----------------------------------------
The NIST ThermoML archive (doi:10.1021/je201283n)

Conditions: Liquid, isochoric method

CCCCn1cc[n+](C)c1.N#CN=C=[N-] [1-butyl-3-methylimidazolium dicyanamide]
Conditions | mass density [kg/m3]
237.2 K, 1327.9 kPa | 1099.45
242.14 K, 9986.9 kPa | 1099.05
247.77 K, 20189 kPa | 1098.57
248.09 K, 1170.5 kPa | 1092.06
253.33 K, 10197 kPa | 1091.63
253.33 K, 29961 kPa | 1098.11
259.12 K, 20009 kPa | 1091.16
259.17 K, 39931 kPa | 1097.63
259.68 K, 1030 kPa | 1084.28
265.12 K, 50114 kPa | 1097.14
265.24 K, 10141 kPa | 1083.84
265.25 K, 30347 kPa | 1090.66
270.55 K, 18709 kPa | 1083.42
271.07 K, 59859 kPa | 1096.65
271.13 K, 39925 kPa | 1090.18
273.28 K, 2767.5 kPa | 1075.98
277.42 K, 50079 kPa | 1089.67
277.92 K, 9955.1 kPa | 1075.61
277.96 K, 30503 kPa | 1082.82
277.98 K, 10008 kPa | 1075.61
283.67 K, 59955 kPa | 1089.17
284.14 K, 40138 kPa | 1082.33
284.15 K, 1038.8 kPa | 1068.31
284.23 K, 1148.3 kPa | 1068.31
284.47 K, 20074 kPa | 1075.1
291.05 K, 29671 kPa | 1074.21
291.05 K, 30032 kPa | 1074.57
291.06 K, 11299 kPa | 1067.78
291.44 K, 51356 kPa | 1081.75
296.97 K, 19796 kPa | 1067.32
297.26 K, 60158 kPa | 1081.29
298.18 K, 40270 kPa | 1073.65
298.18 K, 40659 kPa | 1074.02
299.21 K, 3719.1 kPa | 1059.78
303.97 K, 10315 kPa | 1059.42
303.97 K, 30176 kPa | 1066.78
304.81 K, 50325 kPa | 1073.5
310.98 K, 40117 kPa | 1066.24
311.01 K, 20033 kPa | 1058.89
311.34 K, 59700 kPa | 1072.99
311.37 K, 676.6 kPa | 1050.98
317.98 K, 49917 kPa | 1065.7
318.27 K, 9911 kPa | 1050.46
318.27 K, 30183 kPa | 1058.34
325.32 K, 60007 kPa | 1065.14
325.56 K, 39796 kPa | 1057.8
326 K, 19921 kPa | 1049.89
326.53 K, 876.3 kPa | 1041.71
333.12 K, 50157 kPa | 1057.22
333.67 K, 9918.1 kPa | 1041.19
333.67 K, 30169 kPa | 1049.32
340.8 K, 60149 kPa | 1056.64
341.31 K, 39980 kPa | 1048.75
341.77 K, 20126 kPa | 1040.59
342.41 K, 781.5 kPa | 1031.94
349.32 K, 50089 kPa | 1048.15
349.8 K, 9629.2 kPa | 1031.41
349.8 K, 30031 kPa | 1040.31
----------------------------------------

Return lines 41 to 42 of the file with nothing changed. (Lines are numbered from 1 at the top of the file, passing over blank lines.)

304.81 K, 50325 kPa | 1073.5
310.98 K, 40117 kPa | 1066.24